Monday, June 27, 2011

Back To My Roots

An Update: I've returned to the Green Mountains of Vermont to work on a farm that specializes in raising livestock. This includes cattle, sheep, pigs, chickens, turkeys, and horses.

Expect regular updates, photos, and posts about the everyday and the interesting.

Monday, November 23, 2009


It's been a very long time since my last post - and much has happened in that time. To summarize: I went to an awesome music festival outside L.A., contracted walking pneumonia for 2 weeks and was unable to work, and stocker season officially began.

Stockers are cattle that come from another ranch to be fattened up on our pasture. Last week the first shipment of 120 cattle arrived from Hawaii. There are four more shipments that will be arriving in the next four weeks bringing a total of 500 cattle. T.O. Cattle Co. will raise the cattle through the winter and spring, when the grass is the most productive, and then ship the cattle somewhere else to get finished. T.O. is paid for each pound that the cattle gain.

For the season, the cattle will be over at the Hollister Hills Ranch - a state park in Hollister, CA. Last week the first shipment arrived - the cows were wild! Not literally but as Joe explained, they are very sensitive because they haven't been handled often, or well. We spent two days working with the cattle, using low stress handling techniques to acclimate the cattle to being handled.

I was also able to work on the grazing plan for the 2009-10 season at Hollister Hills. It was fun to sit over the huge piece of paper, planning every move that the cattle will make throughout the season. I like thinking about the logistics and planning aspect of running the cattle.

Last week was also the first time I've been to Hollister Hills. I was given the task of making the electric fence hot and spent the majority of the day running all over the ranch trying to understand how the fence system was set up and where the different fields are and how they are connected. It was stressful but I feel pretty confident I could get the fence hot real quick, with no problems.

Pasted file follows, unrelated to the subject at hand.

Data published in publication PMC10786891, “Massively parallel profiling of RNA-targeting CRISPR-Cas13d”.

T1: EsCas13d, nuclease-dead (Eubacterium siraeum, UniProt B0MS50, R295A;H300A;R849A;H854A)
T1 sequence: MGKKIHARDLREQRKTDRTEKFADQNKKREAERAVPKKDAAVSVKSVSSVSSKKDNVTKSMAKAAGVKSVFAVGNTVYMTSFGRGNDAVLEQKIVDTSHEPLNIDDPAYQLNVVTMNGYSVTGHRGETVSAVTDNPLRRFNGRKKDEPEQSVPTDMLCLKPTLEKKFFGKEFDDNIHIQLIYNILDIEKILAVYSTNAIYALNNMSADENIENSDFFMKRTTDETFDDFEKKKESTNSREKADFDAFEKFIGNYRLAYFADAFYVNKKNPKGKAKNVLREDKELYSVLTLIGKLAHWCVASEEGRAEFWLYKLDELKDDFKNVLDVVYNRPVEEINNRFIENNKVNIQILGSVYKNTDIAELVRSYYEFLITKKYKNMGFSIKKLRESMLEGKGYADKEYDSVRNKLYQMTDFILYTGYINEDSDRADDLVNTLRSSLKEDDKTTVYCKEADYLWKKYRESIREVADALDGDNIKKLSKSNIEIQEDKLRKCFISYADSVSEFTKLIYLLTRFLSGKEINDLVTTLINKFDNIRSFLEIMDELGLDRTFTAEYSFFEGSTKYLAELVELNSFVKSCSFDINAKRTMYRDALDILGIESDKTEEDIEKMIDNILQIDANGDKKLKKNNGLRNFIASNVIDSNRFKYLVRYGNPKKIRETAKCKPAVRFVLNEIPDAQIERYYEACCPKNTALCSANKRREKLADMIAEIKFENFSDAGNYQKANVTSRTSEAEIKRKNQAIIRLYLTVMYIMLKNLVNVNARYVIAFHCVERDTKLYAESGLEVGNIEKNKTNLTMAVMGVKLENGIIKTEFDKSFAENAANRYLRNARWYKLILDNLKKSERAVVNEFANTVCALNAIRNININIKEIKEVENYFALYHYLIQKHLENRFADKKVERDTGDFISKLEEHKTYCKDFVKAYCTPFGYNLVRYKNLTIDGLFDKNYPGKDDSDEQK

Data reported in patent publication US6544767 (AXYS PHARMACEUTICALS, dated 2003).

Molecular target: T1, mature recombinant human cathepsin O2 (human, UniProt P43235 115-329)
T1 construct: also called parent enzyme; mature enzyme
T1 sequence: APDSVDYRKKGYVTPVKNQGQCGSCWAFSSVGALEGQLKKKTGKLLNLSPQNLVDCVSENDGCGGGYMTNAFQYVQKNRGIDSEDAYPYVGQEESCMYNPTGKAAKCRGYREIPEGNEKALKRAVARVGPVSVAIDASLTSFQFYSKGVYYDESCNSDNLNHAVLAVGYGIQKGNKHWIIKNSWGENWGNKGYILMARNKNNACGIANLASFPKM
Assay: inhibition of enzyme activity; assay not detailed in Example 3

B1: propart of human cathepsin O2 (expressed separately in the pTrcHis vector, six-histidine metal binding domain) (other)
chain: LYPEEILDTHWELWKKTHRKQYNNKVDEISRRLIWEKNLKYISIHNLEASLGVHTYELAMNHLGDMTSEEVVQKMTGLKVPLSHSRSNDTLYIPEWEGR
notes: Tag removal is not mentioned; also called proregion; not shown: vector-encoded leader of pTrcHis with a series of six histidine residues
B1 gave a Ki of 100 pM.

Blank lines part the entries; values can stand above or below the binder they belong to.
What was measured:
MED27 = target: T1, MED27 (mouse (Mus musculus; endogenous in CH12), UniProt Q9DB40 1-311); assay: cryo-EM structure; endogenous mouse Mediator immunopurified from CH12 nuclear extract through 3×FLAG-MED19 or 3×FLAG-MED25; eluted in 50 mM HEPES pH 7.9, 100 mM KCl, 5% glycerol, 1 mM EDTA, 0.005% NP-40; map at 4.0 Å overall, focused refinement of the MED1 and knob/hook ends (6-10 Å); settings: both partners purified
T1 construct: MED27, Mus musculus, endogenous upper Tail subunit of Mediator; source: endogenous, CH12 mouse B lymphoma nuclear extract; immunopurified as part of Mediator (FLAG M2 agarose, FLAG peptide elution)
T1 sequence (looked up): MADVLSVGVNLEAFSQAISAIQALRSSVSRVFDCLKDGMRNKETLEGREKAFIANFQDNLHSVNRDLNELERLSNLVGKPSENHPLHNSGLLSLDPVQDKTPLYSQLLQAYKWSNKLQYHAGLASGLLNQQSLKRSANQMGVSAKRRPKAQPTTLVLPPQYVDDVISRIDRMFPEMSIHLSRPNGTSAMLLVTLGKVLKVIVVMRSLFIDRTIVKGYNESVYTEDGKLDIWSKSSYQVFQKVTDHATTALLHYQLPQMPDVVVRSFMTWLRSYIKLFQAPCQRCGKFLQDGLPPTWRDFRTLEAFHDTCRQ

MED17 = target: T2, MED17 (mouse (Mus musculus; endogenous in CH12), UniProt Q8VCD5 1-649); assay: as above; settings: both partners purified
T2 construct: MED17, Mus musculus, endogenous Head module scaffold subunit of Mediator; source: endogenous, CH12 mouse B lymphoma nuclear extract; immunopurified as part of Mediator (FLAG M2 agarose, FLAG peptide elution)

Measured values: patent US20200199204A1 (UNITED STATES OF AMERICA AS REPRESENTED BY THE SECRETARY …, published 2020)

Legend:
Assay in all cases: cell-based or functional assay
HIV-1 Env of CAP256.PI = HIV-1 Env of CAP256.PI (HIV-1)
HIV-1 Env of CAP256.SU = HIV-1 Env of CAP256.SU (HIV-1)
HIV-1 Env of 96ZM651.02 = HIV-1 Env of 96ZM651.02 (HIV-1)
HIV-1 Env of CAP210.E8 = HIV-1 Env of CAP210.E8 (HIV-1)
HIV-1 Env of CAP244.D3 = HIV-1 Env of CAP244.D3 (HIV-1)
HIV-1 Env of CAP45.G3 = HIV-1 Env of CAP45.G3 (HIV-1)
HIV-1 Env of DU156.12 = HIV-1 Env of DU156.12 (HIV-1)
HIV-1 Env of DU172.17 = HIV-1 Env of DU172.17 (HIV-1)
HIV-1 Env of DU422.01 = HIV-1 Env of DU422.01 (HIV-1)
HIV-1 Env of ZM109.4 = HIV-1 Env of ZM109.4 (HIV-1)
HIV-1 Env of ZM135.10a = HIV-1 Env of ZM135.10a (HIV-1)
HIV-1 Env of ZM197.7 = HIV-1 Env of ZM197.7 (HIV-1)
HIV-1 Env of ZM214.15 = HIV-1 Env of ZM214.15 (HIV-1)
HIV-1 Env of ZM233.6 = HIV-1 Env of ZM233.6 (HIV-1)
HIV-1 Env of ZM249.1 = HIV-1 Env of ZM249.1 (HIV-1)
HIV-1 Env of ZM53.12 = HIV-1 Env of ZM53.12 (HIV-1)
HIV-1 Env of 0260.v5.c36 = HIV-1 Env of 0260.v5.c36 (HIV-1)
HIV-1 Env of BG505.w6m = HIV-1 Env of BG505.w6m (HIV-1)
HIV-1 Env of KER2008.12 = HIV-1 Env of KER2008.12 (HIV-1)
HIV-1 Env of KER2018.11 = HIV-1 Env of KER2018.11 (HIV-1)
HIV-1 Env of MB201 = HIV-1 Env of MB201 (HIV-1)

I'm going to try to post more in the next few weeks. I only have three weeks left in California before I head home for the holidays. I'm looking forward to what the next few weeks have to bring!

Wednesday, October 21, 2009


Today Joe and I moved the cattle on horse back into the Tank Field. I spent yesterday afternoon subdividing the field into smaller paddocks where the cows will stay for 2 days each.

The Tank Field is interesting. At the bottom, along the flat, there is a riparian area that gets a lot of water in the rainy season. Each year Joe has documented the area and tells me that when he started managing the ranch, there was little growth relative the abundance there is now. The creek bed is field with perennial grasses and big willows. Just another example of how proper management in riparian areas can produce awesome effects.

Tuesday, October 20, 2009

Going Once...

This morning, Everett and I went to the auction yard to do a little market research on goats. We were trying to get an idea of how much different sized and gendered goats cost and sell for. The reason for our visit is because of the possibility of exploring a new enterprise in goats!

Goats are slowly becoming a popular alternative to expensive, oil driven machines used for brush clearing. In California, brush control is a big business because of the serious threat of wild fires throughout the state. For us, goats can also be incorporated into our land management so to have a greater impact on the rangelands we work on. Goats do not eat grass like cows but instead prefer a large variety of brush. By incorporating goats into Morris Grassfed, we would be able to manage an aspect of the land that we can't do with the cows.

So, Ev and I did a little research - speculating on potential business models and trying to judge if one goat looked better than another. It was a pretty cool experience but we are still a ways away from building a decent goat herd.